We will wake up early morning for a hike to the small icecap above the tall basalt columns that make up the cliffs of Qeqertarsuaq. The hike is a strenuous 3-4 hours along a primitive trail that takes you into the clouds. The views of Disko Bay, the waterfalls and the tall basalt cliffs are magnificent. Once at the icecap, we can walk to the top and see all the way to the Greenland ice sheet. On top of the icecap we will visit with the working sled dogs and, if weather permits, dog sled across the ice cap. We will spend the evening with local Inuit people in a hut next to the icecap. The hut accommodations are more primitive (no electricity), but the hut is snug and warm!
If you aren’t up for the hike, we will arrange an alternate activity with a more leisurely hiking pace – visiting the waterfalls of Disko and investigating the Danish science station.
We will hike down to Qeqertarsuaq in the early morning then check out the local artisans’ market and whaling museum before our return to Ilulissat via ferry. In Ilulissat, we will have an opportunity to watch the local artisans make Tupilaks. Those looking for a more active afternoon can join the trekking guide for a moderate hike over to Rodebay.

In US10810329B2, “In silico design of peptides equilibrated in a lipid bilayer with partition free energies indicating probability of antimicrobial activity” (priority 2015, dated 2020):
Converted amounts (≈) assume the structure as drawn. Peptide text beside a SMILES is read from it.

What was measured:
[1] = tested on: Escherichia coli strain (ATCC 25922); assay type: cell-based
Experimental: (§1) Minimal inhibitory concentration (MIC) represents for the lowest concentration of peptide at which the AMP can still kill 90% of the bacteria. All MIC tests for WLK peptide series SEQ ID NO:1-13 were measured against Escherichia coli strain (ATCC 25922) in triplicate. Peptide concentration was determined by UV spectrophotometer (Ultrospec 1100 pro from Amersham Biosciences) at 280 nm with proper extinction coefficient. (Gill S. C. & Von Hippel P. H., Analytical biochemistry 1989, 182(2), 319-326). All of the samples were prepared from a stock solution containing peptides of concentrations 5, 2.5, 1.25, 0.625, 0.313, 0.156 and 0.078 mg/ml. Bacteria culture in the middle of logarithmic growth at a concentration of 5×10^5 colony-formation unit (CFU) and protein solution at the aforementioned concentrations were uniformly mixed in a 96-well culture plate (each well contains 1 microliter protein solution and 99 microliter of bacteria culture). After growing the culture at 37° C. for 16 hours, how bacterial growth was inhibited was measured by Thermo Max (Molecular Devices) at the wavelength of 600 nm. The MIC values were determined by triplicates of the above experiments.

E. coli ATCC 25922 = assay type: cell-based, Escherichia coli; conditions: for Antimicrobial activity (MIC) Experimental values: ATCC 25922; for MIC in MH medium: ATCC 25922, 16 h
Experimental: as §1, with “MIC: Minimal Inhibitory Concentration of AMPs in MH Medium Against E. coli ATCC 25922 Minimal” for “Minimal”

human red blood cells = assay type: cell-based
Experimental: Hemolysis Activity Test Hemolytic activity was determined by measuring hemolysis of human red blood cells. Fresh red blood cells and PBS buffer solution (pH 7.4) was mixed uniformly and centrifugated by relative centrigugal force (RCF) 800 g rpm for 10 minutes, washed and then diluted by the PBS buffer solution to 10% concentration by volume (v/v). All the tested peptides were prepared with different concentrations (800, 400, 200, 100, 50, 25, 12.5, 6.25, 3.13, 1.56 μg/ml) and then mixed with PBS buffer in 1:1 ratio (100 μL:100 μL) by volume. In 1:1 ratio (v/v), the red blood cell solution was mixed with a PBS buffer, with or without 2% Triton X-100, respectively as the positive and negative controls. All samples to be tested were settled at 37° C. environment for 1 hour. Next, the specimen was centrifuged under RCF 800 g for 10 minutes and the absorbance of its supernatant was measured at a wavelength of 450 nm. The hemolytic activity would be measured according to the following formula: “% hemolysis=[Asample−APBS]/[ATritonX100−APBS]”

We will start the day with our AirGreenland flight to Kangerlussuaq, the homebase for scientific research throughout Greenland. After checking into the hotel we will pickup our 4WD trucks, which will give us unique access to the Greenland ice sheet margin. Here we will encounter both distinct landscapes and wildlife: incredible waterfalls and lakes, caribou and musk oxen.
Greenland’s ice sheet encompasses a total area of 1.8 million km² (695,000 square miles) and corresponds to 14 times the size of England. The ice-free area amounts to 350,000 km² (135,000 square miles) equivalent to the area of Germany.
The ice sheet has covered large parts of Greenland for the last 2-3 million years, but active glaciers and constant melting have meant that the ice has been recycled many times. The aging ice sheet is only a few meters thick at the ice fringe, but more than 3,200 meters (10,500 feet) thick at its highest point. The ice contains 10 per cent of the world’s reserves of fresh water as well as atmospheric particles which scientists can use to gain an insight into the climate of both Greenland and the Earth going back some 250,000 years.
In Kangerlussuaq there are some places that you can walk on this historical monument from the last ice age, it is an other-worldly experience.
This area of Greenland is also famous for its’ wildlife. Musk oxen are concentrated in the area around Kangerlussuaq, where more than 10,000 animals graze in a green mountain landscape rounded by ice. All along the west coast there are pockets of herds of reindeer, which each year migrate long distances between the interior and the coast in search of food, and to reach summer calving grounds near the ice cap.
Up on the ice sheet